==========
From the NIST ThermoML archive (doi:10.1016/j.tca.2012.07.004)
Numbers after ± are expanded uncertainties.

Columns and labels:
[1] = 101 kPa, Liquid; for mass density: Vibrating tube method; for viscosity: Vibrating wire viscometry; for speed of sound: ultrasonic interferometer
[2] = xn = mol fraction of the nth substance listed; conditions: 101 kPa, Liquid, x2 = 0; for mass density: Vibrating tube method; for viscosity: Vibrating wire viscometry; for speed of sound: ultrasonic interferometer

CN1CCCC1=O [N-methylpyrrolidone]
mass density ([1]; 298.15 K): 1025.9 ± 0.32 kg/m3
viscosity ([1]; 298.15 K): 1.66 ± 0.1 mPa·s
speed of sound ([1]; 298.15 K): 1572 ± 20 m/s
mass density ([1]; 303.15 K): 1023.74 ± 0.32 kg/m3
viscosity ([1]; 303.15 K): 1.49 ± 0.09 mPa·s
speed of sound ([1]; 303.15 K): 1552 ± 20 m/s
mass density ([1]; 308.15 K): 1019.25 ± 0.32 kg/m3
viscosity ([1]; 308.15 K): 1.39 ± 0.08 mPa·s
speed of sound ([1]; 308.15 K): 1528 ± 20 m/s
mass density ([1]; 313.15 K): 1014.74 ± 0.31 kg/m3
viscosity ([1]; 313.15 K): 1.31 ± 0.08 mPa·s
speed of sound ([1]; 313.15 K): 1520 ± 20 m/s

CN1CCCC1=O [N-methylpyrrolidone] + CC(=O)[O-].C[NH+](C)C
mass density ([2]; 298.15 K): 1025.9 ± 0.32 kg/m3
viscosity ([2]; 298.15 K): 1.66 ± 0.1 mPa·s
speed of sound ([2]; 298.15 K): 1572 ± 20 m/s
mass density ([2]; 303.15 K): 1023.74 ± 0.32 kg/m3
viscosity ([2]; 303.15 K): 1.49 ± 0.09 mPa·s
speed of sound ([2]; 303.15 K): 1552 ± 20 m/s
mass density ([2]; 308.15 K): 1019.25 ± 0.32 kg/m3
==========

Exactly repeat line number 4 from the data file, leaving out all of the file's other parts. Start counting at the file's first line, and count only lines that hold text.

[1] = 101 kPa, Liquid; for mass density: Vibrating tube method; for viscosity: Vibrating wire viscometry; for speed of sound: ultrasonic interferometer